Tripping over a dollar just to save a quarter
So many people skip solid containment, or containment at all even on mold jobs, because they are expensive to execute well (labor and materials) but then they end up cleaning the whole house. Not only is that ultimately more expensive but it’s bad for business. If the TV in the master bedroom, upstairs, down the hall and behind a closed door is covered in drywall dust then that is just shameful. It is downright unprofessional and entirely unnecessary. That doesn’t even account for the guilty conscience, liability, and potential lawsuits when someone gets sick.
Another reason to skip containment is that the contractor may not actually have people that know how to do it. One way to avoid this conundrum is to pay wages above the bare minimum. This all too rare approach increases the retention of experienced, skilled individuals. Employee retention and recruitment is a well documented problem that plagues the industry. The irony is that if you fix the first problem you also solve the second. When you fix both problems then everything gets better. If the job you offer isn’t easily replaced then you won’t just get good containments, you’ll get loyal people that protect your reputation and your bottom line.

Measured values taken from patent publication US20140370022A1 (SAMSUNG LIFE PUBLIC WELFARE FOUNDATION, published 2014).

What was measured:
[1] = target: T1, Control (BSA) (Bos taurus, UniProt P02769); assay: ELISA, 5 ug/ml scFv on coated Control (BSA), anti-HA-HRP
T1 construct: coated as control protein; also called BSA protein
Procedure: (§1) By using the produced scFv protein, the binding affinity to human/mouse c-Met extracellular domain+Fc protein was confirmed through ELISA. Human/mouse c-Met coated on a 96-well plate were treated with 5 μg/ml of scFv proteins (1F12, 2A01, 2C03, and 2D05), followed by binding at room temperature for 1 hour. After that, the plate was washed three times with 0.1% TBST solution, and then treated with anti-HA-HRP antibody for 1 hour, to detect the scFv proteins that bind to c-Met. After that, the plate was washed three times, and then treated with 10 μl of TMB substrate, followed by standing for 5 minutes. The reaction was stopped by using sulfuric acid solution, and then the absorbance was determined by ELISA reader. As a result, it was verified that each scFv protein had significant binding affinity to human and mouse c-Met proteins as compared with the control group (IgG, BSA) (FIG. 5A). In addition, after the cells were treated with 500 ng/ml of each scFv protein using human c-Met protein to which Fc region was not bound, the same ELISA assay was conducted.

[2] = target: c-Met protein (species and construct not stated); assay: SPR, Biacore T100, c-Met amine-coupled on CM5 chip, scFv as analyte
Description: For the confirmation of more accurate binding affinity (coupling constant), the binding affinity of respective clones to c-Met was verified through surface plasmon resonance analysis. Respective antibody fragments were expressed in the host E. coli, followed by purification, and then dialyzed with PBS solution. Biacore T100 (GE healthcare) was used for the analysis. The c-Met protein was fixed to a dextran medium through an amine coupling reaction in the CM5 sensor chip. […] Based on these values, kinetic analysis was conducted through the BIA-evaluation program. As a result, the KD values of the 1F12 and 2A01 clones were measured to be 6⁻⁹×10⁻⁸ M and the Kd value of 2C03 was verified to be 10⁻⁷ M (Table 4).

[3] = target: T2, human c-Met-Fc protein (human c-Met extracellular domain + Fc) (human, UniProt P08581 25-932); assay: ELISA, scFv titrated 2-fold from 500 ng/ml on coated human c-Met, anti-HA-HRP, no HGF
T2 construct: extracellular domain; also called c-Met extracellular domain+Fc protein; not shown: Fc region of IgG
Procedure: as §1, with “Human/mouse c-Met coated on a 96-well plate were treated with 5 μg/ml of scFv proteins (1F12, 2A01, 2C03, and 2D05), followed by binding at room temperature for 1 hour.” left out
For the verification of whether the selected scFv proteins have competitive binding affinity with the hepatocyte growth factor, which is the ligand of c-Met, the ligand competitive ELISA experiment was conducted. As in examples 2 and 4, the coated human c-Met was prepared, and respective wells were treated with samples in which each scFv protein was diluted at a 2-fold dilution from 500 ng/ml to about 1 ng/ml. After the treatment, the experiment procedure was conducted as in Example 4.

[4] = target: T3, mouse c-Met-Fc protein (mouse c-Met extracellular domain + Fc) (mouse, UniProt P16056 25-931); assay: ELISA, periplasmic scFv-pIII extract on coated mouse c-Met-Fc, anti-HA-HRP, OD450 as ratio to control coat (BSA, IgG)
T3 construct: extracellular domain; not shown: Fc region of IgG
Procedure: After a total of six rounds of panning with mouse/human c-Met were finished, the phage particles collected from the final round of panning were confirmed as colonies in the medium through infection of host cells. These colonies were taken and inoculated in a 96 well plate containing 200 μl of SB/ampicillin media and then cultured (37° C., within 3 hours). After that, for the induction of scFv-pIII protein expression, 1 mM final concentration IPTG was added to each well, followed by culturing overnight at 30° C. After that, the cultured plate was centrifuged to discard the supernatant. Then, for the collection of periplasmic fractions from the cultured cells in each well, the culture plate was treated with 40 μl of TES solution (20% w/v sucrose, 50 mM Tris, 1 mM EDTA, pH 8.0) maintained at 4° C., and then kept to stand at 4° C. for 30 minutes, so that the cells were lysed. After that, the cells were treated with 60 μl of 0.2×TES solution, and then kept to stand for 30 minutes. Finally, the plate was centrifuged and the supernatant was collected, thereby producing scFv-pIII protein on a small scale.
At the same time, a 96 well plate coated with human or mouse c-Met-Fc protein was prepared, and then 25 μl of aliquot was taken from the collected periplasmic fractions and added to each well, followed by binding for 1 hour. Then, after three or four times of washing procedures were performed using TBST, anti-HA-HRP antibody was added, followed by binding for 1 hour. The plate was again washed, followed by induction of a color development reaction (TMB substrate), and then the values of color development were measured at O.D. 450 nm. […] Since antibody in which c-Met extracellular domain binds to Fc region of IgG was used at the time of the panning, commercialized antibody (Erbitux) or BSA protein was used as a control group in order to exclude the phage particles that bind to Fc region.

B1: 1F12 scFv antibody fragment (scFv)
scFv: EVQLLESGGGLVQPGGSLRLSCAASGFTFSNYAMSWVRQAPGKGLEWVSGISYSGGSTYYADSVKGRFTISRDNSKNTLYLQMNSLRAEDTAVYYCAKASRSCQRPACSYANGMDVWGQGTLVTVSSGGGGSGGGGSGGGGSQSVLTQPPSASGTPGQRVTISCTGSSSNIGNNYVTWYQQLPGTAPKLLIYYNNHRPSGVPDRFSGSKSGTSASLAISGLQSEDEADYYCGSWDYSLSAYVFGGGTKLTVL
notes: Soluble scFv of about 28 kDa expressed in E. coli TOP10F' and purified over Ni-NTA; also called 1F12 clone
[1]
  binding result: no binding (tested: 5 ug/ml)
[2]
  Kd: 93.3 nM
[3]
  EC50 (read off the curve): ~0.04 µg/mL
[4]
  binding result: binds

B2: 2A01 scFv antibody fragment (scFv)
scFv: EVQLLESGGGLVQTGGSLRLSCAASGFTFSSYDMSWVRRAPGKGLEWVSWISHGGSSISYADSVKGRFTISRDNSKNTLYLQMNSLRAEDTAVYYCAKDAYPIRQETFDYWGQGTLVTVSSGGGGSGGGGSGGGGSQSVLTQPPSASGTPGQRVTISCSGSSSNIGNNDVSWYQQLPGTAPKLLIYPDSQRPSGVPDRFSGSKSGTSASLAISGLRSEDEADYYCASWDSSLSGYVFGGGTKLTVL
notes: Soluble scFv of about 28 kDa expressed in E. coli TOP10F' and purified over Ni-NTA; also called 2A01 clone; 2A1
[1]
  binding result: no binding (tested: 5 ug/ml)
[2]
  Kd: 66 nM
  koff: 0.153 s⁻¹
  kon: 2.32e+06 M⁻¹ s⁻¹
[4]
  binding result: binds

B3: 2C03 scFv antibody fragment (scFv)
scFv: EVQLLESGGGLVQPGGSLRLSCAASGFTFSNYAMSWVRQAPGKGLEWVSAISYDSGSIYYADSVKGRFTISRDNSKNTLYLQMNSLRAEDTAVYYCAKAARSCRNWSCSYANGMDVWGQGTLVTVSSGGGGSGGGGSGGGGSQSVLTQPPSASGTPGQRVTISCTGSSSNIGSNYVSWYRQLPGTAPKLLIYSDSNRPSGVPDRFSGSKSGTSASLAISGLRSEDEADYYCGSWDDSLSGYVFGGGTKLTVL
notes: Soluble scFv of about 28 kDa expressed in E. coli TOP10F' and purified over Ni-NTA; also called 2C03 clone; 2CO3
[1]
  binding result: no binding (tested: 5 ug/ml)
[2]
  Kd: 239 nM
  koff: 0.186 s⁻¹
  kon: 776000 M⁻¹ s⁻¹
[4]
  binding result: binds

The mammalian response or dive reflex
This industry is, by its very nature, reactive. After all, the next event is only ever a phone call or weather forecast away. This reality, as well as limited staff, makes it tough to be proactive. But just like the diving reflex will cause a baby to hold its breath when submerged in water, only to quickly drown because it can’t actually swim, so too will an untrained worker muddle through the first days, weeks, or months only to sink to the bottom and quit or get fired.
Early, continuous and advanced training is the best way to be proactive and stop this cycle. Everyone on the team should know the why, not just the what, and if they don’t know then teach them. Teach them also that they can be vigilant without being paranoid. Going back to the swimming analogy, by teaching someone to swim they will respect not fear the water and if the conditions are right they could learn to like it, or even love it.
When you teach someone something new then you begin to have depth on your bench that is so often lacking, and you have more eyes on your jobs. These trained eyes can often spot two things, potential problems and greater opportunities. It’s always the experienced tech that load tests the breaker with the microwave, while all of the equipment is running and before leaving for the night, and can legitimately turn a $1500 appetizer into a $5000 main course. Well paid, experienced techs also know that the containments, PPE and well established procedures aren’t there just for theater.